These actions are needed to reduce and eliminate pollution from run-off that ends up in the Chesapeake Bay. If the municipalities don’t meet the federal goals, they can be heavily fined.

A stormwater fee is not required under the mandate, but many municipalities are using it as a way to pay for the projects that do need to be done under the mandate. Maryland has 17 municipalities doing this, including Frederick City.

According to the Environmental Finance Center at the University of Maryland, the average single-family residential stormwater fee nationwide is $5.94 per month or $71.28 annually, compared to the proposed $20.00 fee for Emmitsburg.

The proposal calls for a three-tier fee. Parcels less than 1,466 square feet would pay $10.00 annually. Parcels greater than 4,398 square feet would have a calculated fee. Parcels between 1,466 and 4,398 square feet would pay the $20.00 fee. The proposal is projected to generate about $34,850, annually.

Town Can’t Do Anything About Eyesore Property

Because of complaints about the condition of the property at 507 E. Main Street, the Emmitsburg Commissioners and town staff have been exploring options for what can be done about it. The town was not able to work with the owner to rectify the situation, so an administrative search warrant was obtained to inspect the property. Although it does not look pretty, the property was found to be structurally sound. This means the town cannot deem it a “dangerous and hazardous building.” It also means that the town cannot do anything about the building.

New Town Office Sign Approved

The Emmitsburg Commissioners approved the design of a new sign for the town office that will be placed on South Seton Avenue. Now, bids will be solicited for the construction and installation of the sign.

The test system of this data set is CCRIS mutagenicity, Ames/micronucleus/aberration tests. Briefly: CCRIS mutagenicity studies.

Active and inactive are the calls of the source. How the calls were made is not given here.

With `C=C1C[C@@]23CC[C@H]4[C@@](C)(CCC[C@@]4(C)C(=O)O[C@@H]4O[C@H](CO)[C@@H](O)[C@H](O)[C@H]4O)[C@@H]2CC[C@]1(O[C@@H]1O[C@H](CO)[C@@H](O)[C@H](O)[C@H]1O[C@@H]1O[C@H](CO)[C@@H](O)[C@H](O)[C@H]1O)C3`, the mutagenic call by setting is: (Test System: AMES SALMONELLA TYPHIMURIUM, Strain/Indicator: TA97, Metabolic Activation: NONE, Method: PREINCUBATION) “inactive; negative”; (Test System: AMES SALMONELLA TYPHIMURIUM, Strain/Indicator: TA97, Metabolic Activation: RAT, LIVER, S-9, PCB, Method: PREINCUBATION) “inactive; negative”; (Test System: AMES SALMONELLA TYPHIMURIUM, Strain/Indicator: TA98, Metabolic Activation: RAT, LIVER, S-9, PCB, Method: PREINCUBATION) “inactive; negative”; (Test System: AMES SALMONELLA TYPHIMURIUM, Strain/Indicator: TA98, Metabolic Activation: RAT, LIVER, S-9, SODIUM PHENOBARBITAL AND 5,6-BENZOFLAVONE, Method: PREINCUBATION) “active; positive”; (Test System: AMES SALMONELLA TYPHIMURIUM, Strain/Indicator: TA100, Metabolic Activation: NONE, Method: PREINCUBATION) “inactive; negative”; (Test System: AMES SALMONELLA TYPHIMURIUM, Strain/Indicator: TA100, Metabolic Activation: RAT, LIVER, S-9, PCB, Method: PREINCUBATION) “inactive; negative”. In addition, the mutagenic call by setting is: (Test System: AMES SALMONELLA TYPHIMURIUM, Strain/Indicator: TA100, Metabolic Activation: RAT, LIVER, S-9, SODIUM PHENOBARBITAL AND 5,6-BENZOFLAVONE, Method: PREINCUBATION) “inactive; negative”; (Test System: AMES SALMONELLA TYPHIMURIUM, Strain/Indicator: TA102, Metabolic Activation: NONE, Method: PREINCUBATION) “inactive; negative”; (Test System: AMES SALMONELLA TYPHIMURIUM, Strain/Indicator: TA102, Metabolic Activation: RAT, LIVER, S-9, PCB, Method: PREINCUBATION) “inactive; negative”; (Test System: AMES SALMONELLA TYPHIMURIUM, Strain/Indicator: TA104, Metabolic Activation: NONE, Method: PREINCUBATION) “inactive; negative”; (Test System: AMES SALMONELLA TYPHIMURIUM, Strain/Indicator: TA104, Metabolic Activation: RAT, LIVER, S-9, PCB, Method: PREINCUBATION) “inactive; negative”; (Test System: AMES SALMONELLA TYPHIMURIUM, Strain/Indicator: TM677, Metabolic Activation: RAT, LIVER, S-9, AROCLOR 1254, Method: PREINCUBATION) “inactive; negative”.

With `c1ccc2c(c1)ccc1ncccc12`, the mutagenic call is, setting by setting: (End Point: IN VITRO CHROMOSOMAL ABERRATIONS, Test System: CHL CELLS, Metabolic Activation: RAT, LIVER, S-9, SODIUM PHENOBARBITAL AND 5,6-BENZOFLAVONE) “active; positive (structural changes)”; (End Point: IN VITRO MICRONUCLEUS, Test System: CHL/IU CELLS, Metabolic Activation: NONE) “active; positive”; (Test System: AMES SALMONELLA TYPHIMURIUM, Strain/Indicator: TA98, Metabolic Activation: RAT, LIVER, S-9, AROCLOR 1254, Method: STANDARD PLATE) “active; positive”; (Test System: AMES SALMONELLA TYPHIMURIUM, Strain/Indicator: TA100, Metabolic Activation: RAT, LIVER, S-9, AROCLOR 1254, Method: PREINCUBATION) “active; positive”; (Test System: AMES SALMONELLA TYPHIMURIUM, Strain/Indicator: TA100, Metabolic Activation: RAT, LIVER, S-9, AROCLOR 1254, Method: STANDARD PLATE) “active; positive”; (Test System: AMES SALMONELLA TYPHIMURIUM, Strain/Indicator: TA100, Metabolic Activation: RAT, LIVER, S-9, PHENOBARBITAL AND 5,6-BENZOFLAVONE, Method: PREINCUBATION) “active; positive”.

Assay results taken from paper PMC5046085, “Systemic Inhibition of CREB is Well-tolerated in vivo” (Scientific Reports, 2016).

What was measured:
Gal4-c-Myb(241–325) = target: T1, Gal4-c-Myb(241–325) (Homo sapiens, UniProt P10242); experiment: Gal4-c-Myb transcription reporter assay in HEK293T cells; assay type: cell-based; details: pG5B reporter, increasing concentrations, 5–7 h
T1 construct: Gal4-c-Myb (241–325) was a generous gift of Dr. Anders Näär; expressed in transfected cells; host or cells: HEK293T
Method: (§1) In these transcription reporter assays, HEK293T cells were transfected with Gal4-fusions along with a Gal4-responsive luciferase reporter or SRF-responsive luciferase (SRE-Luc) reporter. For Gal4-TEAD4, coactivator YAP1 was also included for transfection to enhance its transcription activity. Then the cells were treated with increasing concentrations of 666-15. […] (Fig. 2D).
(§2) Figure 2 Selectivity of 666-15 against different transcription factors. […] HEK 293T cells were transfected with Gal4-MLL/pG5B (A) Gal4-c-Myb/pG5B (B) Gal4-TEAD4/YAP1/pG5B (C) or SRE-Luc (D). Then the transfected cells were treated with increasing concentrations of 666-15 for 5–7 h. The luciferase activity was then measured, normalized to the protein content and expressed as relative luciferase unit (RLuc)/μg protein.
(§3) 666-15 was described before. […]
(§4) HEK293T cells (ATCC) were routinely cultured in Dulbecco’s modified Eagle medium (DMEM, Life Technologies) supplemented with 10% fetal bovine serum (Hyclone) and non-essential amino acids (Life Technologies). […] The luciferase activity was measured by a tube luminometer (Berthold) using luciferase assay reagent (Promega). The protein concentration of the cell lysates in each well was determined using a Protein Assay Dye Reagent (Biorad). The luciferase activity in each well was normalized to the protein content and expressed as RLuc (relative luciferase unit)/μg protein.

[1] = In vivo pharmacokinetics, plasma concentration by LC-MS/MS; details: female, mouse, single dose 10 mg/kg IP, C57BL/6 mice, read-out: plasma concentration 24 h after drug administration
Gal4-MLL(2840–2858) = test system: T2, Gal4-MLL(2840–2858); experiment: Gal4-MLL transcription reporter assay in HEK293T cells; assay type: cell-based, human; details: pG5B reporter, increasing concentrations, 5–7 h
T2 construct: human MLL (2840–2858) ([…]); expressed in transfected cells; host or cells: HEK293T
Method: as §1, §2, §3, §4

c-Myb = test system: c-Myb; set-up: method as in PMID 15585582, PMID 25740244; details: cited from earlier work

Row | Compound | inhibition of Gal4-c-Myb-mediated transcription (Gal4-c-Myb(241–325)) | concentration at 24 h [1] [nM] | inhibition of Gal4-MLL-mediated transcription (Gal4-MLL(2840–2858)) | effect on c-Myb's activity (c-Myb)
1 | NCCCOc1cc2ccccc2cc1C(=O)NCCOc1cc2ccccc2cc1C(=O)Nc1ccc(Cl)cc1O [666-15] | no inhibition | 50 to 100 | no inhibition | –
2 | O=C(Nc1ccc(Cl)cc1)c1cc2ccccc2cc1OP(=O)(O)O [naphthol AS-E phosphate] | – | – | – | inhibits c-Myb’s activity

New Board of Appeals Member

During their March town meeting, the Emmitsburg Commissioners accepted the resignation of Levi Essess from the Emmitsburg Board of Appeals and appointed Scott Frager to the open position for a term that will run through February 17, 2023.

Burgess Heath Barnes

Happy spring! I always look forward to this time of the year, as it means that it is getting closer to the warm summer months and I can say goodbye to the bitter cold of winter. Hopefully this spring, we can be back to normal and see more activities and events happening and things coming to life.

At the March 8 town meeting, we only had a few things on the agenda. The first one is that our ad for a part-time code enforcer/supervisor will be posted beginning March 15, and applications will be taken and interviews begin shortly after for qualified candidates until the right candidate is identified.

On April 9 at 2:00 p.m. in the town park, the Woodsboro Volunteer Fire Department and the Town of Woodsboro will be hosting an Easter Egg Hunt. This event is made possible by donations from the Woodsboro Evangelical Lutheran Church, as well as by many other citizens in the town. If you would like to donate to a bag of individually wrapped candy to stuff the eggs with, it can be dropped off at the town office. If the weather does not cooperate on April 9, the event will be moved to Sunday, April 10, at 1:00 p.m. There will be three age-group areas for the hunt with three grand prizes in each age group. In addition, the Easter Bunny will be there for pictures.

We also discussed the status of the stage and new walking bridge that are being built in the park. I spoke with the contractor and was assured that both projects will be completed by the middle of May, in time to meet our deadline of June 1, 2022, for grant funding of the projects. We also discussed several upgrades to the park that are coming, as we are working on replacing and updating some outdated equipment.